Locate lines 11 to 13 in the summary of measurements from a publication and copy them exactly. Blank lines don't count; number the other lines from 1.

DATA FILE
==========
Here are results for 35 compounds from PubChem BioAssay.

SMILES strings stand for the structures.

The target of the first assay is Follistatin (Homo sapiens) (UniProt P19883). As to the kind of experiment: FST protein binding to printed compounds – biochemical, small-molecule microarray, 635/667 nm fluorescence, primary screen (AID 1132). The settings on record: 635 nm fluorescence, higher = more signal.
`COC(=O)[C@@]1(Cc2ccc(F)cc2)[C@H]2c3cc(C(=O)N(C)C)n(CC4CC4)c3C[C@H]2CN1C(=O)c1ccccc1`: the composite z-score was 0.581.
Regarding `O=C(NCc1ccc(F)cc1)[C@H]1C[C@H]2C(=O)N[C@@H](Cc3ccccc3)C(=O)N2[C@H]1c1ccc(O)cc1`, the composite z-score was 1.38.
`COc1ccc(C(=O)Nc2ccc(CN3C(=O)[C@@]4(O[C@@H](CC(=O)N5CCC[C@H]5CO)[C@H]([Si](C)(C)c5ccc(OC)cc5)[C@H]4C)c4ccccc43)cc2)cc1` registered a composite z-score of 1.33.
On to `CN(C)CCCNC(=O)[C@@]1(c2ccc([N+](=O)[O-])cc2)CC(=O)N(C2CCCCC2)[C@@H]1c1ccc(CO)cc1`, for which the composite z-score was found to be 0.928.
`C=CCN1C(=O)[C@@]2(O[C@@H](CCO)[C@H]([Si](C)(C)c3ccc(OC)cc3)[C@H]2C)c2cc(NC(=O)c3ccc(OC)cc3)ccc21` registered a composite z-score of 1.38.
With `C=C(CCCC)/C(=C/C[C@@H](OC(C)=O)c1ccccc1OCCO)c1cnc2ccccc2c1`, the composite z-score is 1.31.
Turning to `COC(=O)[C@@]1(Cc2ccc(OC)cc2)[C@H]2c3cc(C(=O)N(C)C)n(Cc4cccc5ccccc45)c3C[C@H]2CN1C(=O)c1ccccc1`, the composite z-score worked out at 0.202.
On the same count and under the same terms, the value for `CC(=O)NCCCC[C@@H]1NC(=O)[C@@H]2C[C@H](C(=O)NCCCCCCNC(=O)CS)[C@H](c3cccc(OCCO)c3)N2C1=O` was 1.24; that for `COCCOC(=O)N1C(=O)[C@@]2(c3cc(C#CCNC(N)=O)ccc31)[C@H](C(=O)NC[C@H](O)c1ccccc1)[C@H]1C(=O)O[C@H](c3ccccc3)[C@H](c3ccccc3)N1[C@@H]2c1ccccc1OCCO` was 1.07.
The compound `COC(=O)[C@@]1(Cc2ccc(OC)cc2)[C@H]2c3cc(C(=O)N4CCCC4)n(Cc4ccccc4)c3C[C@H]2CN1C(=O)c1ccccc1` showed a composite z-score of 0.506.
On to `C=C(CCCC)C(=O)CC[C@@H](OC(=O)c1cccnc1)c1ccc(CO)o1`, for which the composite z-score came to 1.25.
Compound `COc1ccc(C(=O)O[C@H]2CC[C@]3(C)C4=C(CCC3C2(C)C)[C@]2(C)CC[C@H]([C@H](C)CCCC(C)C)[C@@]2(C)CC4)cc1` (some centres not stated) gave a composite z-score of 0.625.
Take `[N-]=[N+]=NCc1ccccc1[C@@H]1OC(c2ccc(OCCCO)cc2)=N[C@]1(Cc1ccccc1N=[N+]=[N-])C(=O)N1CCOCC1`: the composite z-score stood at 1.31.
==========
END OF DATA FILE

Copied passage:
On the same count and under the same terms, the value for `CC(=O)NCCCC[C@@H]1NC(=O)[C@@H]2C[C@H](C(=O)NCCCCCCNC(=O)CS)[C@H](c3cccc(OCCO)c3)N2C1=O` was 1.24; that for `COCCOC(=O)N1C(=O)[C@@]2(c3cc(C#CCNC(N)=O)ccc31)[C@H](C(=O)NC[C@H](O)c1ccccc1)[C@H]1C(=O)O[C@H](c3ccccc3)[C@H](c3ccccc3)N1[C@@H]2c1ccccc1OCCO` was 1.07.
The compound `COC(=O)[C@@]1(Cc2ccc(OC)cc2)[C@H]2c3cc(C(=O)N4CCCC4)n(Cc4ccccc4)c3C[C@H]2CN1C(=O)c1ccccc1` showed a composite z-score of 0.506.
On to `C=C(CCCC)C(=O)CC[C@@H](OC(=O)c1cccnc1)c1ccc(CO)o1`, for which the composite z-score came to 1.25.